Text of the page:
• Cancer Pain;
  • Breakthrough Pain;
  • Intrathecal Therapy


Objective.  Intrathecal therapy (ITT) via an implanted pump has become an accepted practice for the treatment of refractory cancer pain by infusing opioids and adjuncts directly to the neuraxis. Until recently, only a programmed basal rate of infusion could be delivered, and therefore, breakthrough pain required ongoing use of oral or transmucosal opioids. Recently, an implanted pump manufacturer has introduced a handheld device to bolus additional medication for breakthrough pain. We hypothesize that patient-controlled intrathecal analgesia (PCIA) for the treatment of breakthrough cancer pain reduces the need for breakthrough opioids and improves the patient perception of pain.

Methods.  A retrospective chart review was done on all patients who underwent ITT for cancer pain between January 2009 and February 2011. Clinical outcomes of interest were reduction in nonintrathecal opioid use and reduction in numerical rating score (NRS) for pain. The data was collected prior to ITT and at a 4–6 week postimplant visit.

Results.  After initiation of ITT with PCIA, 50% of patients had discontinued all nonintrathecal opioids at follow-up, and 46% of the patients on breakthrough medications no longer required their use. At follow-up, there was a significant reduction in total nonintrathecal opioid use, with an average of 796 mg pre-ITT vs 64 mg post-ITT of daily oral morphine equivalent dosing (P = <0.001). There was a significant difference between mean NRS pain score at follow-up—6.5 vs 3.1 pre-ITT (P < 0.001). 65% of patients reported their pain as severe (NRS of 7 or greater) prior to ITT; this decreased to 3% at follow-up.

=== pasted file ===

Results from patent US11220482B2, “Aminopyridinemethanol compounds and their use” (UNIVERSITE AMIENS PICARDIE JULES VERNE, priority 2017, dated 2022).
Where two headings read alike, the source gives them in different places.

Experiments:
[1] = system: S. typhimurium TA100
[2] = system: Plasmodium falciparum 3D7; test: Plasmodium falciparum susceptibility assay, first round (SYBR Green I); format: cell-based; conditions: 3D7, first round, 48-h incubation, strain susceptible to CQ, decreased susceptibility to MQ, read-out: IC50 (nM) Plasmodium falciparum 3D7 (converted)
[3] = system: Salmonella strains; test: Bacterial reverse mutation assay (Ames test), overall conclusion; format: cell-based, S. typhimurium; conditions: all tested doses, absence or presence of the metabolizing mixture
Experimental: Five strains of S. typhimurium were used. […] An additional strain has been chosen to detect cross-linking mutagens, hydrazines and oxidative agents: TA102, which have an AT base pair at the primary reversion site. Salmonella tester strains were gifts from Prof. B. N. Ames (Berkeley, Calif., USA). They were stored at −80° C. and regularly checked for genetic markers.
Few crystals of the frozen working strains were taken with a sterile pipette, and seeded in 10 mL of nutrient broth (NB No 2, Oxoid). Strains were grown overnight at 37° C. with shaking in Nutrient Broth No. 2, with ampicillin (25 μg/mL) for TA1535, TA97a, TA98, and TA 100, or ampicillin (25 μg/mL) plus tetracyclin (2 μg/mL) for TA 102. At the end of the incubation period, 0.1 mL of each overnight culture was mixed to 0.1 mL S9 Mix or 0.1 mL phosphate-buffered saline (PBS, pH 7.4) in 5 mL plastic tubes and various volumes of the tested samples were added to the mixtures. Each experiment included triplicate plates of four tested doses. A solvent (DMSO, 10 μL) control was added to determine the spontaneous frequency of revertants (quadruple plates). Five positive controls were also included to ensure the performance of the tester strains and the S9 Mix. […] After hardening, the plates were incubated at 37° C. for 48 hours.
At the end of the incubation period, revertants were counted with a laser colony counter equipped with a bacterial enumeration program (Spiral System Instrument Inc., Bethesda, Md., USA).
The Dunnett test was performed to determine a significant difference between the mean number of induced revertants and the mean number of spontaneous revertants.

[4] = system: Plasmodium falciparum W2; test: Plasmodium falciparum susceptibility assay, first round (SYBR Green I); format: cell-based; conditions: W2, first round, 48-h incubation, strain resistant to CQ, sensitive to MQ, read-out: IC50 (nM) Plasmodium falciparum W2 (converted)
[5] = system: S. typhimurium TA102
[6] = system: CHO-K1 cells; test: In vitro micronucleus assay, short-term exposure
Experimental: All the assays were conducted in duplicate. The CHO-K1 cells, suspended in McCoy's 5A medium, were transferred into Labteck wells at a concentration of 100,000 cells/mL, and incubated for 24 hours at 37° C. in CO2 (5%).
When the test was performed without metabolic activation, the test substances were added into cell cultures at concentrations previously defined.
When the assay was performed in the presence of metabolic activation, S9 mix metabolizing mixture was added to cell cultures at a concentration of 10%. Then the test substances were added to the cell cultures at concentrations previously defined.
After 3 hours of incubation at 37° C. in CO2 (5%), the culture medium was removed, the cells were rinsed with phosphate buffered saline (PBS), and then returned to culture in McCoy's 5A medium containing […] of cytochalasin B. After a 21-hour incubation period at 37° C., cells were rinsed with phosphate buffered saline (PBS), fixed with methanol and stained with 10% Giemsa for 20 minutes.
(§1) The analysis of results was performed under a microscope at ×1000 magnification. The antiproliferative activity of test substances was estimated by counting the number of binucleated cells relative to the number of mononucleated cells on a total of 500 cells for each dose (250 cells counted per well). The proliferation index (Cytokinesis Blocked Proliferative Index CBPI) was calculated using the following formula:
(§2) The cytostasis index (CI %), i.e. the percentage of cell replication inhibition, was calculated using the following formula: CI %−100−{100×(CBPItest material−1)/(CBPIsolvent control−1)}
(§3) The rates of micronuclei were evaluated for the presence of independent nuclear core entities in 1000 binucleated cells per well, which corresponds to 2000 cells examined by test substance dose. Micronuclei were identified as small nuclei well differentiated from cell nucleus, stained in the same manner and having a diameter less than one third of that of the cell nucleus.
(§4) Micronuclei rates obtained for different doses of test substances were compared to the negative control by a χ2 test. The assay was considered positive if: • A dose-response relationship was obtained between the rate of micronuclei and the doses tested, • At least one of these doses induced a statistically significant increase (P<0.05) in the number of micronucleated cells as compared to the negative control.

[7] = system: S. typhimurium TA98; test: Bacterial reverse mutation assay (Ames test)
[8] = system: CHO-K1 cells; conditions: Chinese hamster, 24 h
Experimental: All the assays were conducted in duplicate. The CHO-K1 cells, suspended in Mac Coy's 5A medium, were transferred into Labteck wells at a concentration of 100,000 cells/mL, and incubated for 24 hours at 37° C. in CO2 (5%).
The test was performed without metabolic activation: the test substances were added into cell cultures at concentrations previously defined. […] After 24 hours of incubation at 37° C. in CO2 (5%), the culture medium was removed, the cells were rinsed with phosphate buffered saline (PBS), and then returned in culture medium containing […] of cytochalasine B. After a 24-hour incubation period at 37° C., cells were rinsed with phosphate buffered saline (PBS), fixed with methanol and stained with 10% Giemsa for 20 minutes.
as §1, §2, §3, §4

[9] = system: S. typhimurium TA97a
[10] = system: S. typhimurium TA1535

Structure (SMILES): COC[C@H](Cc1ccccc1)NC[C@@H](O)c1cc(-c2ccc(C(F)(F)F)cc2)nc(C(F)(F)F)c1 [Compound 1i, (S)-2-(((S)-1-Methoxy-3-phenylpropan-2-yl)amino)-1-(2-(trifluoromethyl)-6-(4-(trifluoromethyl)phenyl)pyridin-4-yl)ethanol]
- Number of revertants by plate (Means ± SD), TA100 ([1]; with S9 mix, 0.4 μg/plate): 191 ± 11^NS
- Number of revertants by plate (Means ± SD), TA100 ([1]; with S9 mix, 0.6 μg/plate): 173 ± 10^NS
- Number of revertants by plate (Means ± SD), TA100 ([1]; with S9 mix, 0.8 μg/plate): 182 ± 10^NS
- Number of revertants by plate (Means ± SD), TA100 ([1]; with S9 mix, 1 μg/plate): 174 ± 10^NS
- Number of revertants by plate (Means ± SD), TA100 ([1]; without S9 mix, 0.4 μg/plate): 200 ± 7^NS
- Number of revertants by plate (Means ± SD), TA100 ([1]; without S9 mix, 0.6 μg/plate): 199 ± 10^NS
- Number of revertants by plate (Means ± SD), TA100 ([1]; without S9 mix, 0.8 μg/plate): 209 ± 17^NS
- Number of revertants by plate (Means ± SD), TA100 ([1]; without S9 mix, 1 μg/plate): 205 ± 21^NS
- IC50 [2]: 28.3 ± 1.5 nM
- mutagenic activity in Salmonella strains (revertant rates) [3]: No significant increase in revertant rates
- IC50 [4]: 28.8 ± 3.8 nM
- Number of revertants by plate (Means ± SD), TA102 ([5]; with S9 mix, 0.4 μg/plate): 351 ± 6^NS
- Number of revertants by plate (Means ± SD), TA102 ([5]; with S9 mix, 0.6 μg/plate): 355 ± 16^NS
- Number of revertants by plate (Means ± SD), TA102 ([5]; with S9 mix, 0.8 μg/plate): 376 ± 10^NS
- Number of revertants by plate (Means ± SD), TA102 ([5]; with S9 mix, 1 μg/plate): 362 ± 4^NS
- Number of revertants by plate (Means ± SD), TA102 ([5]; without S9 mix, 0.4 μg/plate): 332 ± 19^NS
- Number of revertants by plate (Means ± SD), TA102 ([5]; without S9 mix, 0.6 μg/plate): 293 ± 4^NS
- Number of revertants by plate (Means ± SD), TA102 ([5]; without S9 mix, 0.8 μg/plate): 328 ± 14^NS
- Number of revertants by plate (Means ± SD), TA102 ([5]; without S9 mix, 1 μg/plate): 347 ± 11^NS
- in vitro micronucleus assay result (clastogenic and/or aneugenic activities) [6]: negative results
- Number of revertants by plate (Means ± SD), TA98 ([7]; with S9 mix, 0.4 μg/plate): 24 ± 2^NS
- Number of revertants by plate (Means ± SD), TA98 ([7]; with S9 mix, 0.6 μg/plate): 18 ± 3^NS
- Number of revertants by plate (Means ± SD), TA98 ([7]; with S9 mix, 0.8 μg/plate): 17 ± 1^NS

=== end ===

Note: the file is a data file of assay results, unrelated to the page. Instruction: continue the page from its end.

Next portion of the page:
Conclusions.  In patients with refractory cancer pain, intrathecal drug therapy with PCIA is associated with improved pain reporting, reduced nonintrathecal around-the-clock, and breakthrough opioid requirements.